Ilion and East Herkimer are both dealing with black bears rummaging around peoples' properties. That might be a bad thing.

It's estimated 6,000 to 8,000 black bears call New York State their home, and some of them are creating headaches for residents and wildlife officials alike.

An uptick in bears have been wandering into places where people frequent, like homes, schools, and campsites. Wildlife experts are worried about bears learning to associate humans with food, because that leads to a potentially tragic ending.

To keep both people and bears safe, the NYS Department of Environmental Conservation launched a new educational campaign called BearWise. They outline the steps residents can take to deter hungry bears from invading their yards.

Credit - Jamie Stephens via Facebook
Credit - Jamie Stephens via Facebook

Why are we seeing more bears out in the open?

Bears are naturally curious creatures that tend to be ruled by their stomach. Meaning, if they catch a whiff of something tasty -- like discarded pizza or suet nailed to a tree -- they will likely follow their keen sense of smell in hopes of scoring a quick, easy meal.

And that's what's creating this problem. Because bears are opportunistic eaters, they will choose the path of least resistance when it comes to filling their tummies. And people are, unfortunately, making it all too easy for these massive creatures to enjoy an all-you-can-eat buffet of delicious, pre-prepared food.

So much easier than hunting for prey, right?


Bears will rip apart trash cans for the tasty garbage inside or raid a bird feeder to suck down the leftover seeds. They have also broken into houses and cars to steal food.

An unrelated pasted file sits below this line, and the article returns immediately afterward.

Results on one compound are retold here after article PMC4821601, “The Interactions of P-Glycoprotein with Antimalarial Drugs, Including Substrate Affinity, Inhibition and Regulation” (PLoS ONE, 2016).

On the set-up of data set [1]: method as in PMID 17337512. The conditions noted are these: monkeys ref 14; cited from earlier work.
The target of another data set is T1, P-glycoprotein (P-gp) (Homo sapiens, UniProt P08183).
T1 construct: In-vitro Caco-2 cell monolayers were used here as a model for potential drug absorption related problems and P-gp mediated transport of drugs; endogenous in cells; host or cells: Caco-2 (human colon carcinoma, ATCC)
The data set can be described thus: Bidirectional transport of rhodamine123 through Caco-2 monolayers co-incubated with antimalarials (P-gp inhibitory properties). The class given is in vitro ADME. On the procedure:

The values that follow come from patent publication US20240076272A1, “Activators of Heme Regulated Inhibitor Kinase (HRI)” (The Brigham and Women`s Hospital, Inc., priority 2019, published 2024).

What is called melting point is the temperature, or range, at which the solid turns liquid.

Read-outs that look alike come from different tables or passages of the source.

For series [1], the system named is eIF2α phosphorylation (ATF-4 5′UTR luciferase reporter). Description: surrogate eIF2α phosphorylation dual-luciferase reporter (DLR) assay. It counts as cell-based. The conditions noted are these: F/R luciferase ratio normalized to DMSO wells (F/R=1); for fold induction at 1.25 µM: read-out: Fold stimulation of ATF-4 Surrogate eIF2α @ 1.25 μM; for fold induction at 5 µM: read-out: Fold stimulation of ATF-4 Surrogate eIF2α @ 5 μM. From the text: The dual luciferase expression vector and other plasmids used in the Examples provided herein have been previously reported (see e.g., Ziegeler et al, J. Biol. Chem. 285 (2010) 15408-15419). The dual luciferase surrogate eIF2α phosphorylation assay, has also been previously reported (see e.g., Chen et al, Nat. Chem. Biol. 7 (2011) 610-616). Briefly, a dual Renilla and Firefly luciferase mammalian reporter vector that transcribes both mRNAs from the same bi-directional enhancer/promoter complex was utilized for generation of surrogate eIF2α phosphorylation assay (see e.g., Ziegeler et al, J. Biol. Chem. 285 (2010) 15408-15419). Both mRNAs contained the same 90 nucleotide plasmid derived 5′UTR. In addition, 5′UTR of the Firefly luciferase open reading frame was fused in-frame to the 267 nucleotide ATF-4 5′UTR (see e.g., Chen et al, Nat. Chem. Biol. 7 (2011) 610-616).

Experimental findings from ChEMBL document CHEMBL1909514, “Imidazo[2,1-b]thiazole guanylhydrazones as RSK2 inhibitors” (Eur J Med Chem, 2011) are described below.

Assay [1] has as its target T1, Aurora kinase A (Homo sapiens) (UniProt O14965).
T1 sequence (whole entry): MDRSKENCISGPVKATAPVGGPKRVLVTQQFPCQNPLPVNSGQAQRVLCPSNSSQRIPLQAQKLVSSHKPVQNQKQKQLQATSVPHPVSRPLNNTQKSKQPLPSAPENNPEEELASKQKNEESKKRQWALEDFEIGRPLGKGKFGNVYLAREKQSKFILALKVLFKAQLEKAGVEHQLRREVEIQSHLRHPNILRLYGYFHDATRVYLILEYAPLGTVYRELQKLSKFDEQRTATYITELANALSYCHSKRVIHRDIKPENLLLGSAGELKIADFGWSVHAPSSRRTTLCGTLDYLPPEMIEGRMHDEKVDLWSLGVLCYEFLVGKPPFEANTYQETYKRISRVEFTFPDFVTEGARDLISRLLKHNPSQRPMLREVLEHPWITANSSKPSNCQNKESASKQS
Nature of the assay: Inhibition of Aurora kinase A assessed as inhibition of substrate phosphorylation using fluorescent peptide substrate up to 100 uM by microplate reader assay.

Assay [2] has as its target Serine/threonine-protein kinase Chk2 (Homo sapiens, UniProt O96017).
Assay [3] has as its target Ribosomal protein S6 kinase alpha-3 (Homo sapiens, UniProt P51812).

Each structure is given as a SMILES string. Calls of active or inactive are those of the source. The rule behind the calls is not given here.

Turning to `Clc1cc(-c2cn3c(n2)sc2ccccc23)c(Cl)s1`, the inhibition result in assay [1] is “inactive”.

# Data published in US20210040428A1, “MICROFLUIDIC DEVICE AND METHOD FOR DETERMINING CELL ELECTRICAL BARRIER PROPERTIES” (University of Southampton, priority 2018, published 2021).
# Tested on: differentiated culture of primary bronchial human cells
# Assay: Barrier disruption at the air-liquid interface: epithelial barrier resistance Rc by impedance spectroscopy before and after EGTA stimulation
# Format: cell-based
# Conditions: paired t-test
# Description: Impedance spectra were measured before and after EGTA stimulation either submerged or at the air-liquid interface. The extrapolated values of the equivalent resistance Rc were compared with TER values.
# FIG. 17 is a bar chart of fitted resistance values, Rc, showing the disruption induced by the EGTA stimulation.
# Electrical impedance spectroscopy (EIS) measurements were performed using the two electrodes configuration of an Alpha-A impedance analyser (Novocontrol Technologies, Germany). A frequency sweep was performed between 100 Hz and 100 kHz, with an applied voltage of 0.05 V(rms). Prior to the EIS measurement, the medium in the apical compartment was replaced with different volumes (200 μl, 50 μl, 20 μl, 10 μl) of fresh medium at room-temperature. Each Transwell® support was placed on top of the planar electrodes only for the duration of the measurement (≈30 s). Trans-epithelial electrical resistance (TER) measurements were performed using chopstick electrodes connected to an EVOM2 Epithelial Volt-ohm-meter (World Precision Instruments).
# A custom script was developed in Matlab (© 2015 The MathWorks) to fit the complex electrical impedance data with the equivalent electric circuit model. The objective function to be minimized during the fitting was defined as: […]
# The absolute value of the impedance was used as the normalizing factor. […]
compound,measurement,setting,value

Unfortunately, that's what makes it so dangerous when bears learn to associate humans with food, because they can become bold, aggressive, and dangerous. Those who are repeatedly caught rummaging around areas they shouldn't are eventually dubbed  "problem bears."

But, if a bear refuses to keep its distance from humans, then euthanasia is put on the table.

How to keep a bear away from your property

New York's DEC encourages residents to be mindful of what bears will see as a food source. Bears are omnivorous and rarely turn their fuzzy snouts up at a free meal.

That being said, residents are strongly encouraged to secure their garbage, recycling and any pet food left outdoors. If your garbage is collected by sanitary workers, then consider purchasing a bear-proof bin and leave it out only during the morning of your collection day.

It is also strongly advised to never leave unsecured food scraps outside. Literally, one man's trash is a black bear's treasure.

Francesco via Unsplash
Francesco via Unsplash

Residents are also encouraged to take down their bird feeders and suet when bears are active.

Another alarming trend is bears tearing apart grills and smokers because they can smell fantastically delicious. Bears will lap up what's left in the grease tray and savor whatever steak or hamburger juices they can glean from the grates.

That being said, residents should clean their outdoor cookers and secure them in a spot where bears cannot easily access.

For you gardeners, compost piles can become a bear smorgasbord. While you shouldn't put meat scraps or fruit rinds into the compost pile, wildlife officials say you can try sprinkling lime on the pile to potentially make it smell less interesting to these creatures.